With the onset of the American Civil War Ross wavered in forming a Cherokee-Confederate alliance. However, Watie accepted a commission as a colonel in the Confederate States Army and raised the First Regiment of Cherokee Mounted Volunteers. Fearing a coup, Ross reluctantly agreed to a Cherokee-Confederate alliance. However, when the opportunity arose, Ross fled to Federal-controlled territory. In August 1862, Watie replaced Ross as principal chief.

In spite of early successes, by the winter of 1862-63 the Confederate hold on the Cherokee Nation was slipping. Nonetheless, Watie's Regiment continued to harass Federal forces. In June and September 1864, scored his greatest military feats in the capture of the Union steamboat J.R. Williams and the Second Battle of Cabin Creek. In May 1864 Watie was promoted to brigadier general, and in February 1865 he was placed in command of the Indian Division of Indian Territory. However, by then the war was lost. Watie surrendered on June 23, 1865. He was the last Confederate general to do so. Afterward, he served as a member of the pro-Southern Cherokee delegation to the Fort Smith Council in September 1865.

After the Civil War Watie remained in exile in the Choctaw Nation until 1867. He then returned to Honey Creek to rebuild his home. He died there on September 9, 1871. He was buried in the old Ridge Cemetery, later called Polson's Cemetery, in Delaware County, Oklahoma.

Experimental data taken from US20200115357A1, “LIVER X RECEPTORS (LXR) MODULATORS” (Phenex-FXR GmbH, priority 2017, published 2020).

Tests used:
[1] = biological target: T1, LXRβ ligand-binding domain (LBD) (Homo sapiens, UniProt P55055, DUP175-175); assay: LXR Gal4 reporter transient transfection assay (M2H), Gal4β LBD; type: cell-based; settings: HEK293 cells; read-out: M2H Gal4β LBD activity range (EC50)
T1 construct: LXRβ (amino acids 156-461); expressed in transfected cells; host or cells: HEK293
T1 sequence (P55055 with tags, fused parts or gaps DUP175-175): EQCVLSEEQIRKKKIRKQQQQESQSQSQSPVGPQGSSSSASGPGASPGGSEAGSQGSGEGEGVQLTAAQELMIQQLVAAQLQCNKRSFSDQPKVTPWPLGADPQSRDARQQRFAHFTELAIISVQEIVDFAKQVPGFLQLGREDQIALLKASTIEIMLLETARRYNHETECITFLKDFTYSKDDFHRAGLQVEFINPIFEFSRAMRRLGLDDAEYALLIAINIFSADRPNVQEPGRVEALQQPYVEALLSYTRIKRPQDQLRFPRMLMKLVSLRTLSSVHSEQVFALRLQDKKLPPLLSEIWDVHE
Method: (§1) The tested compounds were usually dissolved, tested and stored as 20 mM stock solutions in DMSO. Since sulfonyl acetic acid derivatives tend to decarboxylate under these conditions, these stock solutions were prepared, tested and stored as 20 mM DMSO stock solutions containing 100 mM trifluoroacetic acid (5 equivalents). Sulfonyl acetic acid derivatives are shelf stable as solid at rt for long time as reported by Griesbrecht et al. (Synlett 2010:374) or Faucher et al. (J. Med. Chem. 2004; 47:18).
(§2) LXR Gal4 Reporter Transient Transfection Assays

Stand Watie had four wives Eleanor Looney, Elizabeth Fields, Isabella Hicks, and Sarah Caroline Bell. Elizabeth Fields's and Watie's child died during childbirth in 1836. He married Sarah Caroline Bell in 1842. They had three sons and two daughters. All died without issue.

SEE ALSO: CHEROKEE, CIVIL WAR ERA, INDIAN REMOVAL.

OTHER RESOURCES: "Some Letters of General Stand Watie." Chronicles of Oklahoma 1 (January 1921). "Additional Letters of General Stand Watie." Chronicles of Oklahoma 1 (October 1921). For more articles about Stand Watie, search the Chronicles of Oklahoma at the Oklahoma State University Library Electronic Publishing Center.

BIBLIOGRAPHY: Edward E. Dale and Gaston Litton, ed., Cherokee Cavaliers: Forty Years of Cherokee History as Told in the Correspondence of the Ridge-Watie-Boudinot Family (Norman: University of Oklahoma Press, 1939). Kenny A. Franks, Stand Watie and the Agony of the Cherokee Nation (Memphis, Tenn.: Memphis State University Press, 1979). Morris L. Wardell, A Political History of the Cherokee Nation, 1838-1907 (Norman: University of Oklahoma Press, 1938). Grace Steele Woodward, The Cherokees (Norman: University of Oklahoma Press, 1963).